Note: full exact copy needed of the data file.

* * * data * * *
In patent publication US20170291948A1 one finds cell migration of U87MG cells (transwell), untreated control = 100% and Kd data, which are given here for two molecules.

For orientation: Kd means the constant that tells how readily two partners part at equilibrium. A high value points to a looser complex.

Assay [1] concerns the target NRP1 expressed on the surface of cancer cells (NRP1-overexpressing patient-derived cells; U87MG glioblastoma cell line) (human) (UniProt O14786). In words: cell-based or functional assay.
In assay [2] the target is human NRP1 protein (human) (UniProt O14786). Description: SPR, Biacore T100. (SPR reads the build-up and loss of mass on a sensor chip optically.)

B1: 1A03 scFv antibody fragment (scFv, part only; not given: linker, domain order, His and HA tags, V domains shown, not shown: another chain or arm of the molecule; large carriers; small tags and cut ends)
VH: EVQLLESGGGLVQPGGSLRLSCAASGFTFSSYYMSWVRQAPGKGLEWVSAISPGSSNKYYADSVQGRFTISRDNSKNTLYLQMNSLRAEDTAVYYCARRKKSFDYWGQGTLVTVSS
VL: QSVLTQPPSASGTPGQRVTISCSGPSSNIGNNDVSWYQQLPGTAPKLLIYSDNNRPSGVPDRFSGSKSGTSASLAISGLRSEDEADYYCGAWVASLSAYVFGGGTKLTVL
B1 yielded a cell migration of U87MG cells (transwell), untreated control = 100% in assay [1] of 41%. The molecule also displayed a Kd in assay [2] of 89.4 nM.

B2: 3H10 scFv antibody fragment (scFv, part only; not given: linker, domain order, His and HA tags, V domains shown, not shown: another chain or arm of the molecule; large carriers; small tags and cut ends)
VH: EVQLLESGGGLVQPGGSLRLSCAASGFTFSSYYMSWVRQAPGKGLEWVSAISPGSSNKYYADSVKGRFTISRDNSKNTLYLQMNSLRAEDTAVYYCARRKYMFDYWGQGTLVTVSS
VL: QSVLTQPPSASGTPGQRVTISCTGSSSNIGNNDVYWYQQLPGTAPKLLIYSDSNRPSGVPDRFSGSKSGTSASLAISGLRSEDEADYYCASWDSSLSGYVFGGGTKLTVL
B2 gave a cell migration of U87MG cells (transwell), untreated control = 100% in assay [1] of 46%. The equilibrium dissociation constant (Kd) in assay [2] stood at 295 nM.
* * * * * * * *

In patent publication US20170291948A1 one finds cell migration of U87MG cells (transwell), untreated control = 100% and Kd data, which are given here for two molecules.

For orientation: Kd means the constant that tells how readily two partners part at equilibrium. A high value points to a looser complex.

Assay [1] concerns the target NRP1 expressed on the surface of cancer cells (NRP1-overexpressing patient-derived cells; U87MG glioblastoma cell line) (human) (UniProt O14786). In words: cell-based or functional assay.
In assay [2] the target is human NRP1 protein (human) (UniProt O14786). Description: SPR, Biacore T100. (SPR reads the build-up and loss of mass on a sensor chip optically.)

B1: 1A03 scFv antibody fragment (scFv, part only; not given: linker, domain order, His and HA tags, V domains shown, not shown: another chain or arm of the molecule; large carriers; small tags and cut ends)
VH: EVQLLESGGGLVQPGGSLRLSCAASGFTFSSYYMSWVRQAPGKGLEWVSAISPGSSNKYYADSVQGRFTISRDNSKNTLYLQMNSLRAEDTAVYYCARRKKSFDYWGQGTLVTVSS
VL: QSVLTQPPSASGTPGQRVTISCSGPSSNIGNNDVSWYQQLPGTAPKLLIYSDNNRPSGVPDRFSGSKSGTSASLAISGLRSEDEADYYCGAWVASLSAYVFGGGTKLTVL
B1 yielded a cell migration of U87MG cells (transwell), untreated control = 100% in assay [1] of 41%. The molecule also displayed a Kd in assay [2] of 89.4 nM.

B2: 3H10 scFv antibody fragment (scFv, part only; not given: linker, domain order, His and HA tags, V domains shown, not shown: another chain or arm of the molecule; large carriers; small tags and cut ends)
VH: EVQLLESGGGLVQPGGSLRLSCAASGFTFSSYYMSWVRQAPGKGLEWVSAISPGSSNKYYADSVKGRFTISRDNSKNTLYLQMNSLRAEDTAVYYCARRKYMFDYWGQGTLVTVSS
VL: QSVLTQPPSASGTPGQRVTISCTGSSSNIGNNDVYWYQQLPGTAPKLLIYSDSNRPSGVPDRFSGSKSGTSASLAISGLRSEDEADYYCASWDSSLSGYVFGGGTKLTVL
B2 gave a cell migration of U87MG cells (transwell), untreated control = 100% in assay [1] of 46%. The equilibrium dissociation constant (Kd) in assay [2] stood at 295 nM.